Both practical and theoretical solutions for alleviating longevity risk have grown increasingly in recent years. Capital markets indeed provide governments, corporations and life insurers with vehicles to hedge longevity risk more efficiently.20 Many market investors may be interested in longevity derivatives, since mortality-linked products can provide a zero-beta asset to diversify their portfolios.21 Thus, some mortality-linked products have been created by the capital market (longevity bond, 2003; q-forward contract, 2008; longevity swap, 2008). Many studies have also provided possible measurements for evaluating these longevity derivatives, for example, the pricing of longevity bonds,22 pricing of longevity-linked derivatives such as survivor swaps,23 survivor forward24 and q-forwards.25

Although numerous studies have attempted to investigate from a macroeconomic perspective what longevity risk is and how such risk can be mitigated, other studies have also examined this issue from the individuals’ perspective and concluded that longevity risk is also an important determinant in individuals’ decisions. However, only a few papers discuss individuals’ decision under longevity risk by using empirical data. Post and Hanewald18 show that individuals are aware of longevity risk by using a data set that matches subjective survival expectations from the Survey of Health, Ageing and Retirement in Europe (SHARE) with life table data from the Human Mortality Database. Furthermore, they find that the awareness of longevity risk translates into an increased dispersion of savings income, which indicates that disagreement effects impact the underlying decision-making process. To follow the path of previous studies, our paper provides more empirical evidence relating to the decision-making process in the face of longevity risk.

Methodology

Process of collecting data

We invited programmers to design the interactive experimental system on an Internet website.26 We published our recruiting information in an Internet bulletin. In order to reduce sampling error, our sample is selected based on the general population structure of Taiwan. The participants, who are the heads of households aged between 30 and 45 years old and married, were selected randomly. One participant needed to spend approximately 40 min to finish all the steps in our experiment. Our sample contains 112 participants. After deleting data with missing values, we kept 100 samples for use in our regression analysis.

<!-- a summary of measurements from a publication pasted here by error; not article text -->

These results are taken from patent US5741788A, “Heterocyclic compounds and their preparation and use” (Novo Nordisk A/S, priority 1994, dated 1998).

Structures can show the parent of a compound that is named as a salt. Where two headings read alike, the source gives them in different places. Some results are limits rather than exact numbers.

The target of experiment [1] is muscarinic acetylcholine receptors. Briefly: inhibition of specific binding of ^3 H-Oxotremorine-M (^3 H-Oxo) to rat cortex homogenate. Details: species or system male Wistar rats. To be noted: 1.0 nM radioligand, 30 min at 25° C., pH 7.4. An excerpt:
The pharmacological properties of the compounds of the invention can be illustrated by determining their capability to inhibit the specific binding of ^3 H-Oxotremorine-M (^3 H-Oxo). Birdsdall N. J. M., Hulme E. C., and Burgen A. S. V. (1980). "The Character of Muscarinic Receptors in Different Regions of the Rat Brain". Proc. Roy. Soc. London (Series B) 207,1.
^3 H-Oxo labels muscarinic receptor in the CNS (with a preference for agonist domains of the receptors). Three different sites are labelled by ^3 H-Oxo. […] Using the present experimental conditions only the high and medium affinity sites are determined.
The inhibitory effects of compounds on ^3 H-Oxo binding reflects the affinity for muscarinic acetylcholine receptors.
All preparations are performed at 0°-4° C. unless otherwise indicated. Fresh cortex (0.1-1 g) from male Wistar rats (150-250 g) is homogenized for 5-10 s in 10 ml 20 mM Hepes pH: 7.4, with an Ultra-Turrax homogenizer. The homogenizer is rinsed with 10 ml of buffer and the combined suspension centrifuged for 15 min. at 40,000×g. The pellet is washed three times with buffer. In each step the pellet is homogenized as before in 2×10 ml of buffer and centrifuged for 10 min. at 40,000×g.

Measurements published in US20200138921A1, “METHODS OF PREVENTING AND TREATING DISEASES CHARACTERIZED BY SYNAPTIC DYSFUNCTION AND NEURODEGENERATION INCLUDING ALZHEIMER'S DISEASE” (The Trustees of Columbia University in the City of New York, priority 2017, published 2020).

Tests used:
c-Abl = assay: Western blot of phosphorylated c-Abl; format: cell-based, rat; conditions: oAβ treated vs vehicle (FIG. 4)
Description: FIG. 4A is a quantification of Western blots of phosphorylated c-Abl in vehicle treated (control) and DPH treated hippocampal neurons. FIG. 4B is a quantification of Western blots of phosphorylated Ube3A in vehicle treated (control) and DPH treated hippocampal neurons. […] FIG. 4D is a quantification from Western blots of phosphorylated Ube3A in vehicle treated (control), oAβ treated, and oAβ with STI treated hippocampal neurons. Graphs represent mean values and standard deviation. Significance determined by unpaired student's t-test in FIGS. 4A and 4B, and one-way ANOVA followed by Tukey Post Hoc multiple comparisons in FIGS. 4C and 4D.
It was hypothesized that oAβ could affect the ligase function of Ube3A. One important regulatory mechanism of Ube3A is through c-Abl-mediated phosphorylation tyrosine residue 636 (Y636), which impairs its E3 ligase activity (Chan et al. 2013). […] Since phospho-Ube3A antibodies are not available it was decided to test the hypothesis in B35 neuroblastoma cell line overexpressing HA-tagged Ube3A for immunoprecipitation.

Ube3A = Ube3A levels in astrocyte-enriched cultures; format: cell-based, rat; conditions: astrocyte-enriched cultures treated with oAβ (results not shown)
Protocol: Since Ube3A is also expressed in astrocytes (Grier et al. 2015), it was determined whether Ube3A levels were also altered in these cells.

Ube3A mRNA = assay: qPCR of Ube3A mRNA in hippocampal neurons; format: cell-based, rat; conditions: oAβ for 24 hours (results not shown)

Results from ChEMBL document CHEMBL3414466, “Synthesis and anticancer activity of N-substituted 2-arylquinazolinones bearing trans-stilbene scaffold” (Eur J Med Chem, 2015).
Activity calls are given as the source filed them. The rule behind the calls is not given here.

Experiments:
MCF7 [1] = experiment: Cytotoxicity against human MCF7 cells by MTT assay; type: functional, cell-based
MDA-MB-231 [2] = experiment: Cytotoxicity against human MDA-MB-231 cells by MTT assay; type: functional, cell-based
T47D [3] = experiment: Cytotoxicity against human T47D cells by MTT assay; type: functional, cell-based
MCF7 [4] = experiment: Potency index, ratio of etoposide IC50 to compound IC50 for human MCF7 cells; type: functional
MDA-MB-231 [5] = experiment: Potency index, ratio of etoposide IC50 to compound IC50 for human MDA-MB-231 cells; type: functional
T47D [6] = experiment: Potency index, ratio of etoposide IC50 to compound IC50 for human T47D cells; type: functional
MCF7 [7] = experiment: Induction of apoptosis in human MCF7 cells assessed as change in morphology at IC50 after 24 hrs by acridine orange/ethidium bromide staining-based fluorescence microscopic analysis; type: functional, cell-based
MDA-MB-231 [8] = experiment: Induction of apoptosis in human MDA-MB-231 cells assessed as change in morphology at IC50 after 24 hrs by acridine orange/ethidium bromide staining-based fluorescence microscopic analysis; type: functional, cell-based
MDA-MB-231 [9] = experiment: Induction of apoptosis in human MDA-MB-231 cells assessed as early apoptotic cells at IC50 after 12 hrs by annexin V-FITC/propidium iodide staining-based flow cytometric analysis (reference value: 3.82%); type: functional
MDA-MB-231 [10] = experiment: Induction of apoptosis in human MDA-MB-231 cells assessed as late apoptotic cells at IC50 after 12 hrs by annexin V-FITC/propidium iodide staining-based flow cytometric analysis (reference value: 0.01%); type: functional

When participants decided to take part in our experiment, they were not initially informed about exactly what this experiment would be in relation to the issue of longevity risk. They were only invited to take part in an activity relating to “economic decision-making”. Therefore, self-selection depending on the type of experiment is avoided in our study. At the beginning of the experiment, we explained the rules of the activity to the participants, including how to use the interactive platform. However, in order to prevent the longevity perception affecting participants’ behaviour, we did not hint at any concept of uncertain life extension until during the last round of the experiment.

After this, the participants were asked to fill in a questionnaire, with details about the characteristics of their households. This questionnaire contains three parts, pertaining to household demographics, health status perception and risk aversion. We used Eisenhauer and Ventura’s27 method to measure the risk aversion of participants because their method includes a discrete theoretical model and contains only one question. This measurement can help us to estimate the risk aversion of participants quickly and precisely. All participants are asked to complete three rounds of the experiment. The first two rounds were conducted in the same conditions in order to deal with the possible learning effect during the experiment. In the first round, without longevity risk, participants make their consumption and investment decisions based on the life expectancy they indicate in their questionnaire.28 In the second round, participants make their decisions under the same conditions as the first round. Changes in decisions between the first and the second round can be attributed to the learning effect. In order to examine whether the learning effect is significant during our experiment, we test whether the difference between the decisions in the two rounds is equal to zero or not. The empirical evidence supports the finding that the mean difference between the two rounds of decisions is not significantly different from zero and, therefore, that the learning effect is insignificant in our experiment. In the third round, participants are told that they may have an uncertain life extension for another 0–10 years, and then asked to complete their plans again.29 The only difference between the second round and the third round is a possible life extension. We use the life extension possibility as the proxy for longevity risk, and observe how the households chose to adjust their consumption and investment plans after incorporating a longevity risk into the experiment. The experimental framework is shown in Figure 1. We obtain information such as salary, net wealth and salary growth expectations from the questionnaires, and use these as data values in our experiment.30
Figure 1

Experimental framework.